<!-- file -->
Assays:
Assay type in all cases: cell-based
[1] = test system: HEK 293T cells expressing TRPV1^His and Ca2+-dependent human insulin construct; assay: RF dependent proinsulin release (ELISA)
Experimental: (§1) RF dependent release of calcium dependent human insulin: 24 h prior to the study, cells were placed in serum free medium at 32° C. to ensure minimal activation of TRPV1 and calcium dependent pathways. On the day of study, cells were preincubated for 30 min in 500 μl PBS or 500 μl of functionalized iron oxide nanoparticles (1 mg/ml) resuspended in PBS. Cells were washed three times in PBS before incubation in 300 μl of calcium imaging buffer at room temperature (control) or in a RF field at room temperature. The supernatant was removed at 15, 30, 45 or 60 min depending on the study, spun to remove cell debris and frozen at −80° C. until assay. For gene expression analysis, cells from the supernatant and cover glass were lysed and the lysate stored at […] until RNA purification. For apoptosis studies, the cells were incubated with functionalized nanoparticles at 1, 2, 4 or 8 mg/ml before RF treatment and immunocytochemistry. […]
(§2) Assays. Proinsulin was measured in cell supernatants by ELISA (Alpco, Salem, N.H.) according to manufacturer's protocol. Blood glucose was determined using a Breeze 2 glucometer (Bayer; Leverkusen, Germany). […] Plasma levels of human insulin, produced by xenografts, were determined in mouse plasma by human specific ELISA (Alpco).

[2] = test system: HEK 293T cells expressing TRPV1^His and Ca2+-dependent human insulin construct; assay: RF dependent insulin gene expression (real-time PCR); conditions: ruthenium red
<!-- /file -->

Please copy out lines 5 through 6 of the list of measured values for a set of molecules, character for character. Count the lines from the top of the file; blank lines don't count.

(§2) Assays. Proinsulin was measured in cell supernatants by ELISA (Alpco, Salem, N.H.) according to manufacturer's protocol. Blood glucose was determined using a Breeze 2 glucometer (Bayer; Leverkusen, Germany). […] Plasma levels of human insulin, produced by xenografts, were determined in mouse plasma by human specific ELISA (Alpco).

[2] = test system: HEK 293T cells expressing TRPV1^His and Ca2+-dependent human insulin construct; assay: RF dependent insulin gene expression (real-time PCR); conditions: ruthenium red